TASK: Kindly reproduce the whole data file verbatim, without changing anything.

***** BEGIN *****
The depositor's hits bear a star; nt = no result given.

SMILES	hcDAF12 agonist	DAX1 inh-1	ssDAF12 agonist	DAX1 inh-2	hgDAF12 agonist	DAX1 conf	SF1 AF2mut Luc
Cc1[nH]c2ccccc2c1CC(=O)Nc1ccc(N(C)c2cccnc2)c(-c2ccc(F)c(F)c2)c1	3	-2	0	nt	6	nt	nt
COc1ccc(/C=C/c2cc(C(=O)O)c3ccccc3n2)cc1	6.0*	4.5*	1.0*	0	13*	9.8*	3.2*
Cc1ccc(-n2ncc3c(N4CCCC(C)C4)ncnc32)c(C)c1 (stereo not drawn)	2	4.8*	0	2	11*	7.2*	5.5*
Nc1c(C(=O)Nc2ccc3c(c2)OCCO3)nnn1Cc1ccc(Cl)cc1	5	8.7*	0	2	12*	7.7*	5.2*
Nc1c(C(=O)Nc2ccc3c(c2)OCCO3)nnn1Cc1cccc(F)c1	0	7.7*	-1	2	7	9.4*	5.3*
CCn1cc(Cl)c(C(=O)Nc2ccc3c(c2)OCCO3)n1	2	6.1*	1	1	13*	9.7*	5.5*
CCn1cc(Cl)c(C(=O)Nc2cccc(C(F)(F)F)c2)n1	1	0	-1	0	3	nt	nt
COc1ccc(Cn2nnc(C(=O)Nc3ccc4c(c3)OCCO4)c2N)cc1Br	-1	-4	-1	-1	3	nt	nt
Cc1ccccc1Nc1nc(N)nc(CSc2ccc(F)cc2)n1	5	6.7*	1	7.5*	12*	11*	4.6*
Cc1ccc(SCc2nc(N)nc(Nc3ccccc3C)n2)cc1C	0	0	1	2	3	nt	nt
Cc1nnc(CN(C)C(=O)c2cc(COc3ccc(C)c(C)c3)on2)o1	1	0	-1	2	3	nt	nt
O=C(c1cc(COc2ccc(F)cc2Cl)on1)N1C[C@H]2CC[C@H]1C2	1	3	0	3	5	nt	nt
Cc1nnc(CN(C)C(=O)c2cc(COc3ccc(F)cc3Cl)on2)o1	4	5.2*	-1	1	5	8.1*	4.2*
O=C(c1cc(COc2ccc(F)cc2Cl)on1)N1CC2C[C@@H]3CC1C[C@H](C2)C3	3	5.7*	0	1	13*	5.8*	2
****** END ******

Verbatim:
The depositor's hits bear a star; nt = no result given.

SMILES	hcDAF12 agonist	DAX1 inh-1	ssDAF12 agonist	DAX1 inh-2	hgDAF12 agonist	DAX1 conf	SF1 AF2mut Luc
Cc1[nH]c2ccccc2c1CC(=O)Nc1ccc(N(C)c2cccnc2)c(-c2ccc(F)c(F)c2)c1	3	-2	0	nt	6	nt	nt
COc1ccc(/C=C/c2cc(C(=O)O)c3ccccc3n2)cc1	6.0*	4.5*	1.0*	0	13*	9.8*	3.2*
Cc1ccc(-n2ncc3c(N4CCCC(C)C4)ncnc32)c(C)c1 (stereo not drawn)	2	4.8*	0	2	11*	7.2*	5.5*
Nc1c(C(=O)Nc2ccc3c(c2)OCCO3)nnn1Cc1ccc(Cl)cc1	5	8.7*	0	2	12*	7.7*	5.2*
Nc1c(C(=O)Nc2ccc3c(c2)OCCO3)nnn1Cc1cccc(F)c1	0	7.7*	-1	2	7	9.4*	5.3*
CCn1cc(Cl)c(C(=O)Nc2ccc3c(c2)OCCO3)n1	2	6.1*	1	1	13*	9.7*	5.5*
CCn1cc(Cl)c(C(=O)Nc2cccc(C(F)(F)F)c2)n1	1	0	-1	0	3	nt	nt
COc1ccc(Cn2nnc(C(=O)Nc3ccc4c(c3)OCCO4)c2N)cc1Br	-1	-4	-1	-1	3	nt	nt
Cc1ccccc1Nc1nc(N)nc(CSc2ccc(F)cc2)n1	5	6.7*	1	7.5*	12*	11*	4.6*
Cc1ccc(SCc2nc(N)nc(Nc3ccccc3C)n2)cc1C	0	0	1	2	3	nt	nt
Cc1nnc(CN(C)C(=O)c2cc(COc3ccc(C)c(C)c3)on2)o1	1	0	-1	2	3	nt	nt
O=C(c1cc(COc2ccc(F)cc2Cl)on1)N1C[C@H]2CC[C@H]1C2	1	3	0	3	5	nt	nt
Cc1nnc(CN(C)C(=O)c2cc(COc3ccc(F)cc3Cl)on2)o1	4	5.2*	-1	1	5	8.1*	4.2*
O=C(c1cc(COc2ccc(F)cc2Cl)on1)N1CC2C[C@@H]3CC1C[C@H](C2)C3	3	5.7*	0	1	13*	5.8*	2